Jan 21, 2017

Night Writing

By Deb Graham

I’m swamped.

I’m a mom, an involved grandmother, a wife, active in my Church, my community, and three writer’s groups (plus three more online). I’m an author and writer. I've published thirteen books, and I'm currently working on two novels while researching one more, plus contemplating another cookbook, and scouting out magazines to sell articles to. I'm also in the middle of converting all of my books to audio book format, a time consuming task.

I juggle the household management, the yardwork, and most of the planning in our family. I’m a friend, and I try to reach out to those I don’t know as well. I'm accused of being a good listener. I sew, I donate to good causes, I encourage where I can, and take up service projects right and left. I’m an avid reader, but frequent migraines don’t always allow that pleasure. I have health issues that cause constant aching, sap my energy, concern the doctors, and trigger a little voice in my head to chant “If you take on one more thing, you’ll go up in a puff of smoke.”  

Our society touts a word I don’t understand. Multi-tasking. Honestly, is there any other kind of tasking? What is the opposite of multi-tasking? Uni-tasking?  Is that even possible? Are there really people who don't apply face creme while brushing their teeth or reach for notecards when waiting for a train to pass?

I sleep poorly. I’m so tired I’ve taken up sleep-writing. That’s not by choice, mind you. I’ve kept paper and pen by my bed for decades, because I find that place between sleep and wakefulness is where Great Ideas spawn. I don’t want to stay awake to remember them, or risk forgetting by morning. 

The last few months, my tired subconscious seems to go on without me. I wake up most mornings to scraps of paper on the floor beside my bed, all scrawled in a half-asleep, written-in-the-dark script. I don’t recall writing them!

Some are ideas for a scene in my novel, or a dialogue between characters I hadn’t figured out yet. Last week I found a note telling how to disguise the poison in an upcoming scene, and you can bet I wasn’t thinking about an Iranian souk as I fell asleep.

Some list things I need to buy next time I go shopping. One was a half-decent sketch for a neckline on that blouse I’m planning to embellish in my spare moments; I’ve also discovered  a book cover design that’ll fit the size I’ve been mulling, perfectly. One reminded me to check on my friend who had a new baby. Others baffle me.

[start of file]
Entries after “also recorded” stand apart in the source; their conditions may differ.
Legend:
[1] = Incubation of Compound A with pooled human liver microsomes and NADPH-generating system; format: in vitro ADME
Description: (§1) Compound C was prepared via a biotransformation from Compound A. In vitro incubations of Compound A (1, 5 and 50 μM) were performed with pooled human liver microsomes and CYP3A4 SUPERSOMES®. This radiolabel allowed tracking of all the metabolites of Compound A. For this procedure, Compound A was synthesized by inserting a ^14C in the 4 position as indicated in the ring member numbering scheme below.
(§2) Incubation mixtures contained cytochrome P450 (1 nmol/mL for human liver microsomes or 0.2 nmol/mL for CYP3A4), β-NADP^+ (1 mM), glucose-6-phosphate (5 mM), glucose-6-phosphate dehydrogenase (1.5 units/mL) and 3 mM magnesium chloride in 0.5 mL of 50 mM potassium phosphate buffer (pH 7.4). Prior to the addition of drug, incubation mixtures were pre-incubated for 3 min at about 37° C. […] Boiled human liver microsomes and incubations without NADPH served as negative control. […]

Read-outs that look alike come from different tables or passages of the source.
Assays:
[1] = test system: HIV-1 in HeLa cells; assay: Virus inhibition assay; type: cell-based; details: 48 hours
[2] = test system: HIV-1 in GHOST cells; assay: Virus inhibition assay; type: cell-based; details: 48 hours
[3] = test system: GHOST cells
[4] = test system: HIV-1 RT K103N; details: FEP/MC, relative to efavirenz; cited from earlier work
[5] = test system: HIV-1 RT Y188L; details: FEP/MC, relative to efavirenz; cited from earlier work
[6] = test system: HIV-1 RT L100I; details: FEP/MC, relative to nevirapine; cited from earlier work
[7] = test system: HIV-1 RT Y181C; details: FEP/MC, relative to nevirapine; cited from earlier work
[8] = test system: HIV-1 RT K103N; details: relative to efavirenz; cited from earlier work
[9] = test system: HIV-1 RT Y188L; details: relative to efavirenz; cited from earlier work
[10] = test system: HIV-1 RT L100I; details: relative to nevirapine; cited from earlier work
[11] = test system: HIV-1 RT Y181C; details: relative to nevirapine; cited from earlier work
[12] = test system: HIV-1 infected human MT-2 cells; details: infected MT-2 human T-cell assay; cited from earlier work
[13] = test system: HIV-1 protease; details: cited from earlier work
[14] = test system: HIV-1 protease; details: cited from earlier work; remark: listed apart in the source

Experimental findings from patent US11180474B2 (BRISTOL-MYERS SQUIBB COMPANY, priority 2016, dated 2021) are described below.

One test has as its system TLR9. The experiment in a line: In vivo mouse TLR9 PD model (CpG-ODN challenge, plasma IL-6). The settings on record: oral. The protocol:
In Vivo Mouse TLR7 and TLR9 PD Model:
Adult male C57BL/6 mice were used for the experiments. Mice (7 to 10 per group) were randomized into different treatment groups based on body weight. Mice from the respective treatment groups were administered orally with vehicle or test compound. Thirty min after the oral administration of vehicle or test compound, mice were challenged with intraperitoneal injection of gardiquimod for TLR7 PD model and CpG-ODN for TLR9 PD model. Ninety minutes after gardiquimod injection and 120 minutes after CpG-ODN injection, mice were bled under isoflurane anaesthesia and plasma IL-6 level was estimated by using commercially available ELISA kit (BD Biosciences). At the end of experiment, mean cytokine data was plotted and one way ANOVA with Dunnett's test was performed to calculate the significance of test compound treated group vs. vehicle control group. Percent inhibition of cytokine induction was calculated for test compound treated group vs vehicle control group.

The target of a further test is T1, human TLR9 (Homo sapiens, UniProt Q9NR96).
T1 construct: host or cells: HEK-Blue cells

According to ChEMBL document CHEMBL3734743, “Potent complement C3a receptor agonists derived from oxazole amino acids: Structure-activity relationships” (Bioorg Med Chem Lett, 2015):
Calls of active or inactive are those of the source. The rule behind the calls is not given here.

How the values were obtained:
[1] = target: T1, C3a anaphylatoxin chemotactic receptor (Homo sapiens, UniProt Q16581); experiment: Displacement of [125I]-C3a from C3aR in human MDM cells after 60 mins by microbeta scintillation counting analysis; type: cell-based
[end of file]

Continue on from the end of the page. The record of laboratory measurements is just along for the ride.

“Don’t Forget To Paint The Milk.”


“Delete Seattle.”

 I can tell you, that’s not going to go over well.

"Don't fear the grapefruit." 

uh, okay. 

Anyway, as I was whining saying, I’m a busy person. So if anyone can suggest a way to utilize my limited time and energy, I’m listening!

Some time ago, I attended a workshop on Writing Efficiently. One comment stood out. I’ve heard my whole life, it seems, that A Writer Must Write Every Single  Day, No Matter What. I never knew why, beyond the obvious: what doesn’t get written remains...well, unwritten.

The presenter said, “You must Write Every Day, even if it’s just a few lines. This will keep your project in the forefront of your mind. While you are doing other things, your inner self and subconscious can work together to move the story along. While you’re stirring a pot, a plot point may pop into your mind, or you’ll find that knot in your dialogue untying as you drive. Give your brain the tools it needs to multi-task.”

There were days, whole strings of them, when I was simply too swamped to get near my computer, let alone “squander time” writing. I complained, “How long can I call myself a writer if I’m too busy to write?”

 No more! 

Writing is a priority, no matter what else the rest of the day throws at me. I found he was right; while I’m racing pell-mell through my other tasks, my mind does wander to my current writing project, rewording a phrase, fleshing out a character. And, based on evidence, this goes on in the night, too.

 But I still have no plans to paint the milk. 


  1. I'm laughing. My job went from a sort of inventory which left time to write to a highly tech one which occupies my whole time and after work time. Writing has fallen by the wayside completely. Have. to. find. time. somewhere. What color would the milk be??? LOL

  2. Pink, I'd guess, or ice blue. My husband is an author,too,and his advice to people who can't find time to write is "Do it anyway, even if it's on 3X5 cards int he bathroom. If you write 160 words a day, that's enough for a full length novel in one year."

  3. Pink, I'd guess, or ice blue. My husband is an author,too,and his advice to people who can't find time to write is "Do it anyway, even if it's on 3X5 cards int he bathroom. If you write 160 words a day, that's enough for a full length novel in one year."

  4. You know, I keep trying to find all the extra time that people insinuated I would have once all our children were in school. The youngest is on his mission and I feel busier than ever. I think I'll try the note cards by the bed things. I've had some pretty interesting dreams as of late and thought I would remember them. Fun post. thanks.


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